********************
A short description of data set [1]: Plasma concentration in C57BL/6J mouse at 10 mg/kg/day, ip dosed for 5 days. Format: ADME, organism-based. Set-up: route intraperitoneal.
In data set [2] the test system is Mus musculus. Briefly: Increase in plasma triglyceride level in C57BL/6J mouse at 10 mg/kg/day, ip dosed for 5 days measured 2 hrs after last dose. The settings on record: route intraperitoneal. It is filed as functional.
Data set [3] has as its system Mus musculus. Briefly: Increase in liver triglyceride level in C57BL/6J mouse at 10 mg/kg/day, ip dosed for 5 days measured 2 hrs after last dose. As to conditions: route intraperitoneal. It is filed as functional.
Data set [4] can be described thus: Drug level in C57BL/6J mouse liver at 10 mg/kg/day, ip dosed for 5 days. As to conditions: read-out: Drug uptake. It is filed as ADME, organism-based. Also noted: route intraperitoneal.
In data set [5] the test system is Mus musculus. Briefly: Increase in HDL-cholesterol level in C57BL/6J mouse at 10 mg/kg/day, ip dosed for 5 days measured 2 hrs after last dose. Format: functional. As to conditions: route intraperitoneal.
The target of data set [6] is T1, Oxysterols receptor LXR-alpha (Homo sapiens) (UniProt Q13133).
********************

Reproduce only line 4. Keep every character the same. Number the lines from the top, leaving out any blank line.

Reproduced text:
Data set [4] can be described thus: Drug level in C57BL/6J mouse liver at 10 mg/kg/day, ip dosed for 5 days. As to conditions: read-out: Drug uptake. It is filed as ADME, organism-based. Also noted: route intraperitoneal.